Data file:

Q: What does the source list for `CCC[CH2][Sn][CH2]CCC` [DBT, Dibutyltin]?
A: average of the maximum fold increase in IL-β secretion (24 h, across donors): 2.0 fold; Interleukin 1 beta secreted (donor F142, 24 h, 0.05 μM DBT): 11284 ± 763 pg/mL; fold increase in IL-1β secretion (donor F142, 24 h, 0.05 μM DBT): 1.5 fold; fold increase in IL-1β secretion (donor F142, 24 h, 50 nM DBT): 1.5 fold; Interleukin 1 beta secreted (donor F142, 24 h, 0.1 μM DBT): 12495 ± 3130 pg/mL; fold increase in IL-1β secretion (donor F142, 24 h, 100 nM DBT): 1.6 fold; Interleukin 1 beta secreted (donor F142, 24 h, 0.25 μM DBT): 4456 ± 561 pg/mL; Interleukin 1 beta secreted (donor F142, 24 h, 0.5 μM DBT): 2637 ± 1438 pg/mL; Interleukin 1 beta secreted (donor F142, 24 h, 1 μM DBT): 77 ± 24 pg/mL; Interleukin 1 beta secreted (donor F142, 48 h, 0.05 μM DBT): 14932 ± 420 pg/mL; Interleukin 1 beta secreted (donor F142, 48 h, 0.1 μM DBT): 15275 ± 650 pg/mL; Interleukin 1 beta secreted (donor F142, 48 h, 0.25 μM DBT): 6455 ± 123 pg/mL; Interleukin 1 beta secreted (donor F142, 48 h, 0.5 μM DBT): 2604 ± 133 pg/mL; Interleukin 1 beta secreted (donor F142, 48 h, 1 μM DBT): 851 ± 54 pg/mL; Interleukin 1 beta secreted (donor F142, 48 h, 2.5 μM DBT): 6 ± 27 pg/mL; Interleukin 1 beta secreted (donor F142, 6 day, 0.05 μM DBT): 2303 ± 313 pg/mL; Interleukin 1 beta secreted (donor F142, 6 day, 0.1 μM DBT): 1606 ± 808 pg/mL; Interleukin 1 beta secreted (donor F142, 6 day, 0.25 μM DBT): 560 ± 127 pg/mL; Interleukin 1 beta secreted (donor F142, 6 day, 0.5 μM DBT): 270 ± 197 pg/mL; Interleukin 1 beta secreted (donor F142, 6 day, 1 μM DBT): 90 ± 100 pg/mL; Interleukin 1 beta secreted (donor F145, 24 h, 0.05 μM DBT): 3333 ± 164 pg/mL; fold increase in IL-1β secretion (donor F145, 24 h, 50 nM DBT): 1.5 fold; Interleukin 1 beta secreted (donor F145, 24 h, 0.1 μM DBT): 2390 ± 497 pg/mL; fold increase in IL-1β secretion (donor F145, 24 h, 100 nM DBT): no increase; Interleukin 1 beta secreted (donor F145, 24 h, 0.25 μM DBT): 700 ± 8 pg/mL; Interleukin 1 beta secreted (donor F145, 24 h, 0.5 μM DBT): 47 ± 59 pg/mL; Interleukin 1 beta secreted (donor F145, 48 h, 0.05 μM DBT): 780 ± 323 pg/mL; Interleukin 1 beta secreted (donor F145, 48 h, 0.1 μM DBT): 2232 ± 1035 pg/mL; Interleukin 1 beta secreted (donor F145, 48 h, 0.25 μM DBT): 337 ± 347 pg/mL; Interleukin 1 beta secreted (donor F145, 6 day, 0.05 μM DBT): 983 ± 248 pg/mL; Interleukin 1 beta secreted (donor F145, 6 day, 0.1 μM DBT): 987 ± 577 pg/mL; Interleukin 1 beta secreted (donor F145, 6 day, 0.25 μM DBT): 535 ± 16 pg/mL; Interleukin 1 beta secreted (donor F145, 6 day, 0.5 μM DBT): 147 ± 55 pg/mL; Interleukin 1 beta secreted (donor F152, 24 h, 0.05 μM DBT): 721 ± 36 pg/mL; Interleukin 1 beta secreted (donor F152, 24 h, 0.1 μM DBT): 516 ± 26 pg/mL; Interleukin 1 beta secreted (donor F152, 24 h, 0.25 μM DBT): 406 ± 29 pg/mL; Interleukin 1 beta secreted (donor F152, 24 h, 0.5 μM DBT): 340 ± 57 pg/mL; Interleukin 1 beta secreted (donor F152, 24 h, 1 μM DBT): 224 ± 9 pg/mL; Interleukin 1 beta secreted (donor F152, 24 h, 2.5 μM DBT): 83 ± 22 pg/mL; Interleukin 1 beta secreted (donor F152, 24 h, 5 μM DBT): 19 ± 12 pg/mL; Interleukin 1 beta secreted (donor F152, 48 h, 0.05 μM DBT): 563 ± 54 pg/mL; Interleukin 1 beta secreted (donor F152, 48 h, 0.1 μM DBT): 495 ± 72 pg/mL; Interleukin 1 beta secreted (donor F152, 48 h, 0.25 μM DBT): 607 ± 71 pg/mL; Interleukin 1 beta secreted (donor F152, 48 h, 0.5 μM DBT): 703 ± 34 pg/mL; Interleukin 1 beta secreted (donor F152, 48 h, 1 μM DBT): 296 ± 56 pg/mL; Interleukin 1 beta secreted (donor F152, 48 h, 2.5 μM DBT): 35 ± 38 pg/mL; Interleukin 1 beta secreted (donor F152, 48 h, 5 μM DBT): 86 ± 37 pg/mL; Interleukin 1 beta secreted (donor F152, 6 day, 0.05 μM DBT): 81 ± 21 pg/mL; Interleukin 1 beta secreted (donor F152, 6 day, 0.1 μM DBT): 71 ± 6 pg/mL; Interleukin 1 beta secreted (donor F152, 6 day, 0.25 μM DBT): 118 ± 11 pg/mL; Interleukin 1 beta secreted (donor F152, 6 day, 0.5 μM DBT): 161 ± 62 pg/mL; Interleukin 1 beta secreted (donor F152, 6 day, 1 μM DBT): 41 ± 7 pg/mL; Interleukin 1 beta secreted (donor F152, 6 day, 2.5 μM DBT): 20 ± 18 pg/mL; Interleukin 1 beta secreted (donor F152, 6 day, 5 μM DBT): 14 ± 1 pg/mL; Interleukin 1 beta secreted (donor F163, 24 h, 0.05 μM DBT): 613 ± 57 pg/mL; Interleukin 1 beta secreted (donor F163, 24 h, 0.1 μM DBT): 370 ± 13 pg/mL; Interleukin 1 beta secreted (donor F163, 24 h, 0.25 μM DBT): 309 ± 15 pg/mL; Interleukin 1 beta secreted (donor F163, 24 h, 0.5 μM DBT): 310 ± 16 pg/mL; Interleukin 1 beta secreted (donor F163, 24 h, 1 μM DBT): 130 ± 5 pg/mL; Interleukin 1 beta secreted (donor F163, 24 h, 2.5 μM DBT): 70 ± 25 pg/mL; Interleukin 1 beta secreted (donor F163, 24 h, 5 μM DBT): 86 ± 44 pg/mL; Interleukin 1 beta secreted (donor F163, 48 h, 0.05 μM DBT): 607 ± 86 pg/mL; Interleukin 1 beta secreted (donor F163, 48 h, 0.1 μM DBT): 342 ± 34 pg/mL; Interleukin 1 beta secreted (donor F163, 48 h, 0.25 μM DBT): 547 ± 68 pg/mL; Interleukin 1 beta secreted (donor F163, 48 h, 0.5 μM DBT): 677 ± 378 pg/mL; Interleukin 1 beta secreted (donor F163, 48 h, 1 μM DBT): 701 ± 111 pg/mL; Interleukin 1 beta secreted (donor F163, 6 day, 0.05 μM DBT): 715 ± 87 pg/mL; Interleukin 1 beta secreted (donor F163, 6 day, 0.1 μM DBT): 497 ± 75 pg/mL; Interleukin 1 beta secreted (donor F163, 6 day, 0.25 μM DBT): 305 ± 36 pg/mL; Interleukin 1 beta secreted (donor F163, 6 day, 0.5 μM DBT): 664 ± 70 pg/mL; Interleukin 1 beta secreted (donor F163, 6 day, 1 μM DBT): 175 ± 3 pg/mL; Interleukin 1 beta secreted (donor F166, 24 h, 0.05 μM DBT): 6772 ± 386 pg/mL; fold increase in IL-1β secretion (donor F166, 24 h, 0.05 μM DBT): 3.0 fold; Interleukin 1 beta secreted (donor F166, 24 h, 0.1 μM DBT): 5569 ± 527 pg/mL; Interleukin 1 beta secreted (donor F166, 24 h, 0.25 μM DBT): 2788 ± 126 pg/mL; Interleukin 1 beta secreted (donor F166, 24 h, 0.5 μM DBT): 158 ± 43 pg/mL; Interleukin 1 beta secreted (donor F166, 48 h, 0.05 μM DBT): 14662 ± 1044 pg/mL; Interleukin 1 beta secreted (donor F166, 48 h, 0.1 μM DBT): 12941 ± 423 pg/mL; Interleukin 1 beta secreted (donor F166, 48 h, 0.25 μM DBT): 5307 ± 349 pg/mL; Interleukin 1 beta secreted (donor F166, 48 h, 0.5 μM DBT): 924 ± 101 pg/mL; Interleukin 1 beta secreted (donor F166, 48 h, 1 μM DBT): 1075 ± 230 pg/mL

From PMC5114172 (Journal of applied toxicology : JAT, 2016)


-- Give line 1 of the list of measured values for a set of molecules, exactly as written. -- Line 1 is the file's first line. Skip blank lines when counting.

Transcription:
Q: What does the source list for `CCC[CH2][Sn][CH2]CCC` [DBT, Dibutyltin]?